There are many different approaches that the Sandra Bornstein Holocaust Education Center (SBHEC) employs to teach Rhode Island students about the Holocaust. As with all educational efforts, the most effective are the ones that engage, and connect with students on a deeply personal level, causing them to ask questions and develop their own answers.
SBHEC’s Annual Sandra and Stanley Abrams Art and Writing Contest is one such effort. Each year the contest poses a question, or topic to address, and gives students the opportunity to find their own answers and express what they learn in a variety of mediums. The topic for the 2018 contest was “The Courage to Resist,” and invited students to explore an area of the Holocaust that is not always given the attention it deserves because it challenges many preconceived notions that people bring to Holocaust studies.
The contest inspires hundreds of middle school students to submit their answers using a full range of artistic impression. Over the years SBHEC has received entries in the form of short stories, poems, paintings, sculptures, video presentations and original music pieces. They are always pleased and honored by the number, and quality, of the entries received.
Often there are so many good entries it can be very difficult for the board of directors to decide who to give awards to. And that was surely the case this year.
Judith Jameison, SBHEC’s most recent past president, presided over the ceremony, offered a welcome message from the board and introduced current President Judge Edward Newman, who greeted the students, their teachers, and families. Board member Lilliane Birch and special guest Betty Jaffe presented the first, second, third place and honorable mention awards in each category and grade level. Ms. Jaffe is “thrilled to have so many students participate. At their age it is very evident that they understand hate and the impact of the Holocaust and Genocide.” She is impressed not only by their talent but how they understand the concept.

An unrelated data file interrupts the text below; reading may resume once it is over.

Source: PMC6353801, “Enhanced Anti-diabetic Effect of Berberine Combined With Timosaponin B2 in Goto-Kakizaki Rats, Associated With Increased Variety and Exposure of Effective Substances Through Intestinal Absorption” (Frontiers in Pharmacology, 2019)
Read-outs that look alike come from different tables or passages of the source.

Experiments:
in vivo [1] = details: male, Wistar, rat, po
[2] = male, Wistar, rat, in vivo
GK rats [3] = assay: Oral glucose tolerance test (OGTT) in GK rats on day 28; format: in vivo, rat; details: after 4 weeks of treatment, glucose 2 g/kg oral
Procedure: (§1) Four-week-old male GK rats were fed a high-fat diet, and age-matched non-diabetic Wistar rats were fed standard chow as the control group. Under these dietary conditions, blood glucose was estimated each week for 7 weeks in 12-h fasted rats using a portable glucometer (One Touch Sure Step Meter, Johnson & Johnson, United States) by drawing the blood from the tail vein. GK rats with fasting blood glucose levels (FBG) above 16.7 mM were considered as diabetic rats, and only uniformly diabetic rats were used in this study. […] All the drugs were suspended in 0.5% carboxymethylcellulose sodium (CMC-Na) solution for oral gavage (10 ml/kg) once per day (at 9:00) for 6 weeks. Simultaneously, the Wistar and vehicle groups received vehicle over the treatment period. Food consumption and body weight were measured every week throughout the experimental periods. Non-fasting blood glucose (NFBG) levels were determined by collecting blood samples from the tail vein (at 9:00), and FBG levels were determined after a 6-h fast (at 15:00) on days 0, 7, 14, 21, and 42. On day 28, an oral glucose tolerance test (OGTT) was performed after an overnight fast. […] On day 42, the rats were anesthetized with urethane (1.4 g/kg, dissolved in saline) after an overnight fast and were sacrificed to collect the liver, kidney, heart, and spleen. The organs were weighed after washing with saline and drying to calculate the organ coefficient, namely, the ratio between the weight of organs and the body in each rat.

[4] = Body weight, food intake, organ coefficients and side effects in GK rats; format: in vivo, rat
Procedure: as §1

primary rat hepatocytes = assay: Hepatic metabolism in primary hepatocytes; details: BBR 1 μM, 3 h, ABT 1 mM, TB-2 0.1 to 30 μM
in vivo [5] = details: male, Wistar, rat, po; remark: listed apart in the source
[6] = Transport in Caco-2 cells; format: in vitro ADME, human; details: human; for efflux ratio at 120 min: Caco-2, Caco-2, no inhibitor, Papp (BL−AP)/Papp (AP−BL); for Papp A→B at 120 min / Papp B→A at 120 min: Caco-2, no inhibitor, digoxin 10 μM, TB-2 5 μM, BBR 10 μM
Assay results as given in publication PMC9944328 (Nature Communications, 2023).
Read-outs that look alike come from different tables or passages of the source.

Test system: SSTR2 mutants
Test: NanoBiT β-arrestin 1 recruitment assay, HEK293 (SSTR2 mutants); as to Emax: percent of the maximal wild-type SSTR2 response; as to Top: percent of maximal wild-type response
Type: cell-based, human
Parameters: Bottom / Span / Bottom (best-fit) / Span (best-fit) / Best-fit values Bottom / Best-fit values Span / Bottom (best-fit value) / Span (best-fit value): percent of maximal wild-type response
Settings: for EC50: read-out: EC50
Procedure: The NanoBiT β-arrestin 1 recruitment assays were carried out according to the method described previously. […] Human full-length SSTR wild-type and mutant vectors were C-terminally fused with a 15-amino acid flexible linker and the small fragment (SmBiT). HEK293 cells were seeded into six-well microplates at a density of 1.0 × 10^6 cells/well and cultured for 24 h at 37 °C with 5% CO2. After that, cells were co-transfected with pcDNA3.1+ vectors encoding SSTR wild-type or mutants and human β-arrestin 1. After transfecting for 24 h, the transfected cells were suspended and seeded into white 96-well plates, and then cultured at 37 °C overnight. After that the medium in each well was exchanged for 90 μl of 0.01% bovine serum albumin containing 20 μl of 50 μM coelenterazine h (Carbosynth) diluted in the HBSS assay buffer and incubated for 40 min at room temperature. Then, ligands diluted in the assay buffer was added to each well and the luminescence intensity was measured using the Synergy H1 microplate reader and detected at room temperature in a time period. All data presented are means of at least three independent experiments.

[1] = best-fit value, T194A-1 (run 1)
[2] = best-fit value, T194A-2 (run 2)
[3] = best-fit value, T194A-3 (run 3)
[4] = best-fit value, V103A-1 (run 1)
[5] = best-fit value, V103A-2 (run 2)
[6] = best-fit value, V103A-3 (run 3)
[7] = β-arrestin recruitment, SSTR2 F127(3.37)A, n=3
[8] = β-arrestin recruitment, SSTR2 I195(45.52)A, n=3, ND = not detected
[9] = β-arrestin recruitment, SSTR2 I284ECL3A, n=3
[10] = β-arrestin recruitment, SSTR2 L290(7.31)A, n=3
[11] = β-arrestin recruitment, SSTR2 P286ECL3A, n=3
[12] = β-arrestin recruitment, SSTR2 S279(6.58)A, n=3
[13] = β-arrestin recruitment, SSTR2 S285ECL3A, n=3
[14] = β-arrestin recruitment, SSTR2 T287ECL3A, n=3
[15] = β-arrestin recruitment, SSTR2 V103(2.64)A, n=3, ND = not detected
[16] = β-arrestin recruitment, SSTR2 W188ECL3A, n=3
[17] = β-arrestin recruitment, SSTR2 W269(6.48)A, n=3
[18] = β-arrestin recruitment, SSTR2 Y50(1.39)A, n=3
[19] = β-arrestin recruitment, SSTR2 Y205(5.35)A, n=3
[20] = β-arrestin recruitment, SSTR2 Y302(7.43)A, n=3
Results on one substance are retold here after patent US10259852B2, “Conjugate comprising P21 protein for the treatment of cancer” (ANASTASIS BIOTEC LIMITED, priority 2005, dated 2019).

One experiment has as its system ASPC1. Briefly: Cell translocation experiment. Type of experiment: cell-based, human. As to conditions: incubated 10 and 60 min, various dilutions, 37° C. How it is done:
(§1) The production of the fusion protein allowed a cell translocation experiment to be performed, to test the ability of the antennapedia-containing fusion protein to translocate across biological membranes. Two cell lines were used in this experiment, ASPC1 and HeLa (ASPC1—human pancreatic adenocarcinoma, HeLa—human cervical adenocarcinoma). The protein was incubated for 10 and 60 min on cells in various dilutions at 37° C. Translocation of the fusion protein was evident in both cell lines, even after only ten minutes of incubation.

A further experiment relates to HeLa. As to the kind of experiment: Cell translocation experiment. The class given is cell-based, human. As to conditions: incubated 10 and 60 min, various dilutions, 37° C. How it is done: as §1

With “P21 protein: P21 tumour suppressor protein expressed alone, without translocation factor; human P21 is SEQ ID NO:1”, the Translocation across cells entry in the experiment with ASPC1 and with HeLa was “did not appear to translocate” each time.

In addiion, there are three special awards given each year.
After recounting her family’s Holocaust story Deborah Gastfreund Schuss awarded the Gastfreund Writing Award for the top written entry to Edie Tomka of Mount Saint Charles Academy. Upon receiving the award Ms. Tomka read her deeply moving, and original, short story of two sisters with the courage to resist, which left not a dry eye in the house.
Next, second generation survivor Len Newman presented the Singer Art Award, given each year to the top artistic interpretation of the topic. This year the quality of the entries was so good that the jury could not pick just one, so gave the award to three students. They are: Elie Arcand and Raphel Awa, both students at LaSalle Academy, and Russell Ide of Kingston Hill Academy.
Finally, without committed teachers, the Art and Writing Contest would never be as successful as it is. Each year the Starr Teacher Award is presented to two teachers who exemplify that commitment. This year Bob and Joyce Starr had the honor of awarding Donald Hogue of Mount Saint Charles Academy and Darlene Caroulo from the St. Kevin School.
As SBHEC Executive Director May-Ronny Zeidman stated when the event was winding down, “Once again I am blown away by how many entries we received and the quality of them. We are so pleased that the Art and Writing Contest engages so many Rhode Island students in deep and meaningful learning about the Holocaust and Genocide.”
Lev Poplow is a Communications Consultant writing for the Bornstein Holocaust Center. He can be reached at firstname.lastname@example.org.